Let's face it, childcare cost can be astronomical now a days. Fifty to eighty dollars a day in some cases, honestly who can afford that. Living with another family who has children can help to reduce or eliminate these costs. If you are willing to watch their children in exchange for them watching yours. With four adults living in a home you can juggle schedules to ensure someone is always home with the kids.This isn't just beneficial for working but also for the date nights. Wouldn't it be nice to get out with your spouse a bit more?


Housing Costs

Living in a small apartment isn't exactly an idle situation. Most people dream of living in a nice big house, maybe in the country, with access to town when you need to. For some people this dream is far from their reality. Buying a home isn't necessary an option for all, especially if you have credit issues or a high debt load. Living with someone who already has a house, or splitting on a home with someone can greatly reduce your living costs, while keeping the standard of living you have been longing for.

Also included in housing cost are the everyday items purchased for your home; dish soap, toilet paper etc. It is important to decided how you are going to divide the financial responsibility for these items, as everyone will use them. One method is to purchase an item and then next time it is the other persons turn and they have to purchase that item. An alternative method is each putting the same amount of money per month into a jar and as items are purchased put the receipt back into the jar for record keeping purposed. This way there is no need to remember whose turn it is to buy things, whoever is going to the store can make the purchase.

Utilities are another topic you will have to discuss. Many people split these down the middle to make everything easy, but special considerations may need to be taken into account if one person needs a specialized long distance plan or a higher speed/bandwidth of internet. Make sure you talk about these things and it is clearly laid out who will be paying for what.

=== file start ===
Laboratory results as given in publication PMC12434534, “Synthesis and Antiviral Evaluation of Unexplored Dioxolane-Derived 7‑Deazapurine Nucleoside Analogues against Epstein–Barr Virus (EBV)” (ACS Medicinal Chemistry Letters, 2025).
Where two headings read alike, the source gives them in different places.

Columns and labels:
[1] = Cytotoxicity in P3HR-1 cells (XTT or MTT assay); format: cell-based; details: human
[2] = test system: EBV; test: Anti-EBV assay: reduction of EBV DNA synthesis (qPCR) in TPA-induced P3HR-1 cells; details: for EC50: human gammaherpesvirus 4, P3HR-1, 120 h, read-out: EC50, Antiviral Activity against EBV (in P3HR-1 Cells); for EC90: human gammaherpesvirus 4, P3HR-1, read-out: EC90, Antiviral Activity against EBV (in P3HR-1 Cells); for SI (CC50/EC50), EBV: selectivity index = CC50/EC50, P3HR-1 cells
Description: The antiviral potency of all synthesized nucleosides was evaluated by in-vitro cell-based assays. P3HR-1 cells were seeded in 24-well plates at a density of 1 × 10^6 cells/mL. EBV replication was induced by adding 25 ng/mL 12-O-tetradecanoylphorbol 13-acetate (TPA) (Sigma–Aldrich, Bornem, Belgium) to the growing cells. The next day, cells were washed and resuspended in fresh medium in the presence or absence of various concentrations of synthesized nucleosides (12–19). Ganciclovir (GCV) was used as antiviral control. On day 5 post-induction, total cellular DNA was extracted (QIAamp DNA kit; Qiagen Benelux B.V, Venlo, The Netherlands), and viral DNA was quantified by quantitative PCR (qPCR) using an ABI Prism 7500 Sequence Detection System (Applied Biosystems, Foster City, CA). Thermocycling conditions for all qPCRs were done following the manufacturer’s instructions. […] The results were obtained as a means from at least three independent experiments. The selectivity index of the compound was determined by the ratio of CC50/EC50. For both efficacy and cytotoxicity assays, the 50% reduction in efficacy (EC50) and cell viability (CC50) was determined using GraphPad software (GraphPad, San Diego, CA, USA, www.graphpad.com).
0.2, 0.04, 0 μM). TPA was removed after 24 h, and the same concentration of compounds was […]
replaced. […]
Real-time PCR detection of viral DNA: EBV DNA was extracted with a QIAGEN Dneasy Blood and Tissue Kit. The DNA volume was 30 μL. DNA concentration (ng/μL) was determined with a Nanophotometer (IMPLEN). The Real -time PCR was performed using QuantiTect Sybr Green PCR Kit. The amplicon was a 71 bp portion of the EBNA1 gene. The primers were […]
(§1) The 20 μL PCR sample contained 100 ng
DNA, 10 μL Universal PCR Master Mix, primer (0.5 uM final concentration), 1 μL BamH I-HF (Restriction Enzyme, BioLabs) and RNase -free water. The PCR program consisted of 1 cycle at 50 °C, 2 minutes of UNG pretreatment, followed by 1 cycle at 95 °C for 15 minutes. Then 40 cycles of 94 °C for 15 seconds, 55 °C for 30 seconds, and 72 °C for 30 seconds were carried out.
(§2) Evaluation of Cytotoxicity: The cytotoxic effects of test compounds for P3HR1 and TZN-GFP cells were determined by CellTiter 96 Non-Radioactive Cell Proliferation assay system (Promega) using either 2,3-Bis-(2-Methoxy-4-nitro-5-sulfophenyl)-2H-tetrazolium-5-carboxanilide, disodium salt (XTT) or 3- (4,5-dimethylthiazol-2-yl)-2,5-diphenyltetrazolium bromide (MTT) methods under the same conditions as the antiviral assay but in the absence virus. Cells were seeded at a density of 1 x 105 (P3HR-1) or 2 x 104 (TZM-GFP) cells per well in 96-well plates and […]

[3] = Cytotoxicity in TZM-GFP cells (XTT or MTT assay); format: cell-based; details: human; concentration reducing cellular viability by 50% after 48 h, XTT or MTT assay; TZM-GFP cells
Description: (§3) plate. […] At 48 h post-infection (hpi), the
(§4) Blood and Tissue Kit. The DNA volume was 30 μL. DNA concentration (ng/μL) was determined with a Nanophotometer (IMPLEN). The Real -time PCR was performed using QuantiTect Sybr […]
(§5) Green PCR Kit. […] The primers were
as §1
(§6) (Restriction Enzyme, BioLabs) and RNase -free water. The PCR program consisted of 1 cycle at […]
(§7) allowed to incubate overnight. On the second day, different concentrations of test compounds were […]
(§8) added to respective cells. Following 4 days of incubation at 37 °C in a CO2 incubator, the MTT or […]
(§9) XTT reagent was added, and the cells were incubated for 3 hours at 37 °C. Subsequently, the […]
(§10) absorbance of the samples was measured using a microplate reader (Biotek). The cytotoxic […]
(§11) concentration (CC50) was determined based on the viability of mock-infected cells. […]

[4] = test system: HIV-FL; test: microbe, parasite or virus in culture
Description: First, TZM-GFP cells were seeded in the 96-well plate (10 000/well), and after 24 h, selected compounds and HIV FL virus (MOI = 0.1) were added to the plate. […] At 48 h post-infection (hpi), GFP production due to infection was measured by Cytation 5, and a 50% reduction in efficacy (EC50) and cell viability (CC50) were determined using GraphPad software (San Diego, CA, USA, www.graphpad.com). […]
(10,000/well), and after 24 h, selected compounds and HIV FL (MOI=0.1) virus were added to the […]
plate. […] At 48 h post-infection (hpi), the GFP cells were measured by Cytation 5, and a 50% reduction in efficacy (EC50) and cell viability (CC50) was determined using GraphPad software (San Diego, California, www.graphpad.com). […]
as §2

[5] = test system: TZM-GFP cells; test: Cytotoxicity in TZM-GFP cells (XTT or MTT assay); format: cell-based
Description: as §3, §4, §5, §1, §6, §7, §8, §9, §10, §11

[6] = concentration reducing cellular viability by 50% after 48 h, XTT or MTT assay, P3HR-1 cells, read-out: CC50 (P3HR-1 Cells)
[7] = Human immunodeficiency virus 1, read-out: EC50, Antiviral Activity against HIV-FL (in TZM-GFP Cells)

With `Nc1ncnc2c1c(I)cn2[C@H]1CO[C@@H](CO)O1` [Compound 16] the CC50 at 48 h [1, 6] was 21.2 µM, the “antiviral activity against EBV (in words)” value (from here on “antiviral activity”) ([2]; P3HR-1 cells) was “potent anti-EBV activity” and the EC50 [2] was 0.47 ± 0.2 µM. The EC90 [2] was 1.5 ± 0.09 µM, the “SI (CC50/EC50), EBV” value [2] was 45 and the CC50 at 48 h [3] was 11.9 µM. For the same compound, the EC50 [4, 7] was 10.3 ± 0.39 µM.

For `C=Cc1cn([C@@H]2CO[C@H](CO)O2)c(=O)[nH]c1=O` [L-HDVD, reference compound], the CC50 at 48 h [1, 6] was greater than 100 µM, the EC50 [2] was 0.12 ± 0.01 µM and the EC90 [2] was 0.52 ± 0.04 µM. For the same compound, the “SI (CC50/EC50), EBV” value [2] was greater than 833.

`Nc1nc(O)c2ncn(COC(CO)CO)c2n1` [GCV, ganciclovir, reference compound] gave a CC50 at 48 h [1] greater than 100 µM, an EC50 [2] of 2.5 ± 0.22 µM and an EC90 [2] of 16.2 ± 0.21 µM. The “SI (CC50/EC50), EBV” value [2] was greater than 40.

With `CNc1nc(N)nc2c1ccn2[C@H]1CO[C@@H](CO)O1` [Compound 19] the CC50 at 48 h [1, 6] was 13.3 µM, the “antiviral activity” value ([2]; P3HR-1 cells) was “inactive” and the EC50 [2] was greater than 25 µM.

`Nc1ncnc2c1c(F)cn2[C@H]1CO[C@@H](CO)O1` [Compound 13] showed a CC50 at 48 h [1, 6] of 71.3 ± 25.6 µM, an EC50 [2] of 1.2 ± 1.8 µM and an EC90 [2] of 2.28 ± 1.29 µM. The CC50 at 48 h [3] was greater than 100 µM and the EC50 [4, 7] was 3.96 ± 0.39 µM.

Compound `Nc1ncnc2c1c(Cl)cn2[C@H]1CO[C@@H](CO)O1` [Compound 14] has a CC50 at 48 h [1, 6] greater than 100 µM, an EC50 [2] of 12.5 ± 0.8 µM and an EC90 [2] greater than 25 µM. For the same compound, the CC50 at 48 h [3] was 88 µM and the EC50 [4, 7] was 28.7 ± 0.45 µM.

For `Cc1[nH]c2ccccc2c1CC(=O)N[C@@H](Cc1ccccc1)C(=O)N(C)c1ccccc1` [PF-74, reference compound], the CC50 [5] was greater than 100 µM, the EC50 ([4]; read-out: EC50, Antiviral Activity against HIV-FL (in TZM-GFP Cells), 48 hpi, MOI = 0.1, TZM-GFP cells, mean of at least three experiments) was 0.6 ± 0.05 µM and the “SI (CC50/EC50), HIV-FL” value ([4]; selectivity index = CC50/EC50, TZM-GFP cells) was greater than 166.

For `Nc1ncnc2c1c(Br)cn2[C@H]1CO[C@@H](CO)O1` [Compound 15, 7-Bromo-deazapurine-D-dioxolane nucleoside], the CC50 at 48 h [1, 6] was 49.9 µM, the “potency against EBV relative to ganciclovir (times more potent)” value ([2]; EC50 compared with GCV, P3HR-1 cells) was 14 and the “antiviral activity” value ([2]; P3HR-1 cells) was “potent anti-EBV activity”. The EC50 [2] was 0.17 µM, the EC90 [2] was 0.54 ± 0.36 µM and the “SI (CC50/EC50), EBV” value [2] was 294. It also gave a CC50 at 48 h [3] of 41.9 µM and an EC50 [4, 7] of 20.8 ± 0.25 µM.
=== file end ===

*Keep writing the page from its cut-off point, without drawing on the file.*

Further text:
Never Being Alone

Depending on the type of person you are, not being alone can be a huge advantage. If you are a family with only one child and want them to experience living with others this is a great solution. Imagine your single child never being bored again, sounds good doesn't it. Also if one spouse works away from home or works nights, there would be no worry about being alone at night. Also having people to talk to and bounce options off of can be a huge asset if you are faced with decisions and need advice.

The list of advantages and disadvantages could go on forever. The important thing to think about if you are deciding to make this living arrangement is to plan ahead. Make sure that there is great communication between you and the people you are going to be living with, so if problems arise you will not hesitate to discuss them. Set all ground rules in advance but leave them flexible as things may change as time passes. Always remember that this is not best fit for everyone, but if you are comfortable sharing some space in your home you can save some money and always have friends close by.


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    • MelonieGilchrist profile image

      Gamrgurl 5 years ago

      I actually have a child and can definitely see the clash in parenting styles. This actually effects the kids more then the parent in most case, since kids want everything even all the time. If you do make this choice and have kids its very important to explain to them how it will work before you live with other people. I explained that all the rules stay the same and made sure to stick to it :).

      Thank you so much for your feedback

    • Thundermama profile image

      Catherine Taylor 5 years ago from Canada

      I found this hub very interesting and it is a scenario I have considered trying. I have done the co-housing thing a number of times before I had children, but now think it would be very difficult to do. My husband is not exactly up for sharing his space and parenting styles can clash. Still I think I would be open to investigating it again when my children are on their way. Great practical tips in here, especially the two fridges. Voted up!